The graduating class of 2003 all faced the same challenge of entering a profession with much uncertainty. A few months from graduating, healthcare in Canada was dealing with the SARS crisis. As RRTs we were front line workers dealing with an infectious respiratory disease that people knew little about. Infection Control practices changed immensely since 2003. My students can testify how much emphasis I put on infection control practices during competency testing and I can trace that influence back to working in the aftermath of SARS. Since they were limiting visitors to hospitals during that time, I was offered a telephone interview for a temporary full-time job at Grand River Hospital. I was not able to set foot in the hospital but accepted the offer of employment as I thought it was a tremendous opportunity. During my time at Grand River Hospital I had some great mentors like Deb Bester and Jocelyn Hurst who helped mold my career. They set a high standard for patient care and for being accountable. Within a couple of years, I was able to take on a role as Resource Respiratory Therapist where I was able to learn how to create and maintain Policies and Procedures. I was a member of ICU council where I was able to use my voice as a RT to help with VAP protocols, help establish the RRTs role with the Critical Care Response Team and give my input into the design of the new ICU. This is where I could really see the importance of the interprofessional model that is so important with the patient-centered approach to medicine. After 16 years I continue to work at Grand River Hospital as a casual RRT. I have far less influence on the department as a casual but the position allows me to keep current with practice.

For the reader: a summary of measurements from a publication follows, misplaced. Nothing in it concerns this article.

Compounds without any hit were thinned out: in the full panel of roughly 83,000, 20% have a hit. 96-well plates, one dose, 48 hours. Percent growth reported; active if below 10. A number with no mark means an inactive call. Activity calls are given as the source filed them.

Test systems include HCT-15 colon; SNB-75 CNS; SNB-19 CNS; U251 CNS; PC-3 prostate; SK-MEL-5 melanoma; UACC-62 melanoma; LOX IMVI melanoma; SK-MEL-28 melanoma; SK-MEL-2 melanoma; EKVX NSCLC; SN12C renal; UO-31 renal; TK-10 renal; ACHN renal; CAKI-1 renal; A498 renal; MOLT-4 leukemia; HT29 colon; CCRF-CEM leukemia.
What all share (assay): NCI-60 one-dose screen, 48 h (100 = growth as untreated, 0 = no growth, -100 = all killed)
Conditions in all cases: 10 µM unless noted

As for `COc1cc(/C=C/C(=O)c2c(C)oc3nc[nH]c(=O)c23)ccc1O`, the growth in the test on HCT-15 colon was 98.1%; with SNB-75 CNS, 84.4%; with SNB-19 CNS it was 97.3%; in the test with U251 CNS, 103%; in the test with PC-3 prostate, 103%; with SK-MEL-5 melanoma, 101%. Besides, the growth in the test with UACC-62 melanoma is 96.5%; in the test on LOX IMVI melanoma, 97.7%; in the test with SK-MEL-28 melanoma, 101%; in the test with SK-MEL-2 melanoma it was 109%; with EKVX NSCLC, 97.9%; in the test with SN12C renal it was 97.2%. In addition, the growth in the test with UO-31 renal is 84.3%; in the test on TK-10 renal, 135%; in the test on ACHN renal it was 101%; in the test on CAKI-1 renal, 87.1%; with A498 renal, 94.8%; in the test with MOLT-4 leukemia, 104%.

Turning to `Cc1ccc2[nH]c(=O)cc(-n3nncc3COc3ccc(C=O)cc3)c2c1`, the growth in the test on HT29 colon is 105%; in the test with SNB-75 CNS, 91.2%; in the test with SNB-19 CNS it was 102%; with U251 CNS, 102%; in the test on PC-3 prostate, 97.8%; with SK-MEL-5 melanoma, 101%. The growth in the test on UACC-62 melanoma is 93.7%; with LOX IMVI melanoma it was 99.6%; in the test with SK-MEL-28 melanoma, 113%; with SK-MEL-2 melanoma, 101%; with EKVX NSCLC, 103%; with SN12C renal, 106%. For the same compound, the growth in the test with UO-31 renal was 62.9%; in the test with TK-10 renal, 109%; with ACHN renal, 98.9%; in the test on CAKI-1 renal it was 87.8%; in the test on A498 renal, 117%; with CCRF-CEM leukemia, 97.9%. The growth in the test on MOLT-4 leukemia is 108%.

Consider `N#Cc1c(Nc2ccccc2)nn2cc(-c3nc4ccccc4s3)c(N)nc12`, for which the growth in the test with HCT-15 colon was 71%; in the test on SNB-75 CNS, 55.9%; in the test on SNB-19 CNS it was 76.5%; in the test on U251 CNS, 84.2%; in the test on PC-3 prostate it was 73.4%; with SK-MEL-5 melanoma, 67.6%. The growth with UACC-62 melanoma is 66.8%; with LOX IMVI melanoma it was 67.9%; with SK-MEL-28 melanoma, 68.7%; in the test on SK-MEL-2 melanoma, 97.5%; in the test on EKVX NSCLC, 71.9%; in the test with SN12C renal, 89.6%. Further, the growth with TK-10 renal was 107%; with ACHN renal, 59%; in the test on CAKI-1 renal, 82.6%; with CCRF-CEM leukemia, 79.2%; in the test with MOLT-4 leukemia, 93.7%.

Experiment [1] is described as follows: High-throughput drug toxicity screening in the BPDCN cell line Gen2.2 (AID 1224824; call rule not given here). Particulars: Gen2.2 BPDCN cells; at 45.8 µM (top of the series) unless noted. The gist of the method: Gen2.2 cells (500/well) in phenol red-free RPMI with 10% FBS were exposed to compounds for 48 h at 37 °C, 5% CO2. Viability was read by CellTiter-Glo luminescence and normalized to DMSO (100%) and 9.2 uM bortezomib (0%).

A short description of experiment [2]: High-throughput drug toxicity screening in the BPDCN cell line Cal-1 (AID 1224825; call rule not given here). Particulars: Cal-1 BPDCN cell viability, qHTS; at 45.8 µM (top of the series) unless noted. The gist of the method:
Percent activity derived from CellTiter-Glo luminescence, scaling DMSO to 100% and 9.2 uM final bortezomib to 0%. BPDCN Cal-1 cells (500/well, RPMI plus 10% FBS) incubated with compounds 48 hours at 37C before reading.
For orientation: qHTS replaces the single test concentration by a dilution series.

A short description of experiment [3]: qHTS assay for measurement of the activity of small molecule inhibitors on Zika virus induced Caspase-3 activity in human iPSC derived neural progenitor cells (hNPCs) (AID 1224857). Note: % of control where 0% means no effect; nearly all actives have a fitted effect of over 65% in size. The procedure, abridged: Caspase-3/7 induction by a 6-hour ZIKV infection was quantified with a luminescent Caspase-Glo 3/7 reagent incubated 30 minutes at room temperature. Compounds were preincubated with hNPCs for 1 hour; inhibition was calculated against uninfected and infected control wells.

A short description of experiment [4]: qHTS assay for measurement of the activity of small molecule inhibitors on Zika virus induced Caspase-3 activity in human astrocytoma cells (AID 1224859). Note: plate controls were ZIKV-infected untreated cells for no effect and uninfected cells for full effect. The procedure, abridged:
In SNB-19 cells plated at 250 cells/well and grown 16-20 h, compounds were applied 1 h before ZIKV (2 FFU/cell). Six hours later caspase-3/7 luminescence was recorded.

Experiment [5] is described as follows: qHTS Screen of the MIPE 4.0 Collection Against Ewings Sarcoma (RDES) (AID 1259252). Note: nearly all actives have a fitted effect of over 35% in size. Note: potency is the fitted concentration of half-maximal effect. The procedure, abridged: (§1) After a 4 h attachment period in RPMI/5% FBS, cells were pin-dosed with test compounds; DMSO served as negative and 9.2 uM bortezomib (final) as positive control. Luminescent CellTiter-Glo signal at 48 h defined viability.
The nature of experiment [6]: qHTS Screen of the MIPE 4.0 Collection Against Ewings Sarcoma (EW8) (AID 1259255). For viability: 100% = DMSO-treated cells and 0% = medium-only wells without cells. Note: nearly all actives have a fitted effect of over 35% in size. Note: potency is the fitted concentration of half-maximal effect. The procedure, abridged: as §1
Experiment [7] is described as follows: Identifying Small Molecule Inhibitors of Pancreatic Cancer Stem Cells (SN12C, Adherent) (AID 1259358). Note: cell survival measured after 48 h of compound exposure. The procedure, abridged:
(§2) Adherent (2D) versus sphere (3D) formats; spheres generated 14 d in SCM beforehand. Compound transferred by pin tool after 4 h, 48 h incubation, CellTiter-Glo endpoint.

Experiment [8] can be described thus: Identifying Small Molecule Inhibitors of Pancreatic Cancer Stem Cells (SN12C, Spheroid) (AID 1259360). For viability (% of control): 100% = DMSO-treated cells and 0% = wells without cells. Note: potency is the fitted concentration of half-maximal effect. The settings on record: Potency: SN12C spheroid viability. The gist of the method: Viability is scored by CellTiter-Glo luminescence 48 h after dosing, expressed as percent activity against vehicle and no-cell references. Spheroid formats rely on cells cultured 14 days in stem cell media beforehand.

Thank you to Susan for introducing Gino to our field!  Since graduation you have been involved with various roles, activities, and volunteering positions.  Can you share with the readers some of your memorable roles so far?

I also had an opportunity to work at St. Mary’s General hospital on a part-time basis for 4 years. Working at a cardiovascular hospital gave me a new perspective on the profession. Working with great mentors like Danny Veniott and Rob McGivern exposed me to how a great work ethic and positive attitude can dramatically change a culture of a department. With their leadership the role of the RT grew dramatically. Inserting of arterial lines became the norm, establishing an Anesthesia Assistant program and a Weaning centre of excellence were just a few highlights that I witnessed firsthand that influenced my career. Never satisfied with the status quo of the profession are lessons that I learned from my time at St. Mary’s. This is where I first met Lori Peppler-Beechey whose professionalism, positive attitude and leadership skills were evident early. After working with her for a years she resigned from St. Mary’s to start a new RT program at Conestoga College. On one of her last shifts I told her if she ever needed anyone to teach part-time to give me a ring. I thoroughly enjoyed being a Preceptor for students at the bedside and thought this would be a great opportunity. The phone rang a few months later and an opportunity to teach in the lab presented itself.